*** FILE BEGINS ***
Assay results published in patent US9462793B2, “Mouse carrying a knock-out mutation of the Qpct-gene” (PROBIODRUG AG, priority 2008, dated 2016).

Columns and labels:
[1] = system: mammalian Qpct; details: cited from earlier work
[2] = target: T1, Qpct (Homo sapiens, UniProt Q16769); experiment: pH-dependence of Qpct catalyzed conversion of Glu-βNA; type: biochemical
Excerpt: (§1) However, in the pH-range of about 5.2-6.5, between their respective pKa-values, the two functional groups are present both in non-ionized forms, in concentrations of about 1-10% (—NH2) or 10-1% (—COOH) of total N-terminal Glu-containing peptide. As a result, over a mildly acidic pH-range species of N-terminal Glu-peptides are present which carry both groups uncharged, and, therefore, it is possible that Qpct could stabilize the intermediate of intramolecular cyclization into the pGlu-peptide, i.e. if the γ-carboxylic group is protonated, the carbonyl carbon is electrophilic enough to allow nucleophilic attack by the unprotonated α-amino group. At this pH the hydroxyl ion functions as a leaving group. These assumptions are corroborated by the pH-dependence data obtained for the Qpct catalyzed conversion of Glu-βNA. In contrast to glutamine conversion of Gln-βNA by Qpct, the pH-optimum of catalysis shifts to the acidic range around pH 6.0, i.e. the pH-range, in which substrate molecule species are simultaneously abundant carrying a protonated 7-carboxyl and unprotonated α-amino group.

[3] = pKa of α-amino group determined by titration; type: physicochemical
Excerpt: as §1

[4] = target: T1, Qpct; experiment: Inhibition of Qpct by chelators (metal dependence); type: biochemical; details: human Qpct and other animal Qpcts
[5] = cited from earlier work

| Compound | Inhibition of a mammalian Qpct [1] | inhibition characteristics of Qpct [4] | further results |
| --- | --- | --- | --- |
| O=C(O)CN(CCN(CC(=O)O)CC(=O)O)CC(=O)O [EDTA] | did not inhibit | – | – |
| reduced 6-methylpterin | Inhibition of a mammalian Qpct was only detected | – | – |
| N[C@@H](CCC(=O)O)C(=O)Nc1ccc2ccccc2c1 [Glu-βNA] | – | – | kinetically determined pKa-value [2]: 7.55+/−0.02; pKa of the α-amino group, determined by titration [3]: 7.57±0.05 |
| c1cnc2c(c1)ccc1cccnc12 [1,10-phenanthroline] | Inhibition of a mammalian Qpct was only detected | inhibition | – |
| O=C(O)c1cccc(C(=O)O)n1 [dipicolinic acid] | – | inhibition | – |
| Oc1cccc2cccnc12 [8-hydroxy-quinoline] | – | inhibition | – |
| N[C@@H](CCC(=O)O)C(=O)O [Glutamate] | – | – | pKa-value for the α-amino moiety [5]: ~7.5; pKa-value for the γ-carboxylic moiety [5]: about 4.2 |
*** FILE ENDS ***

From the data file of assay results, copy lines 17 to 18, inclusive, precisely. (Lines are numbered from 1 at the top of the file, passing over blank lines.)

| Oc1cccc2cccnc12 [8-hydroxy-quinoline] | – | inhibition | – |
| N[C@@H](CCC(=O)O)C(=O)O [Glutamate] | – | – | pKa-value for the α-amino moiety [5]: ~7.5; pKa-value for the γ-carboxylic moiety [5]: about 4.2 |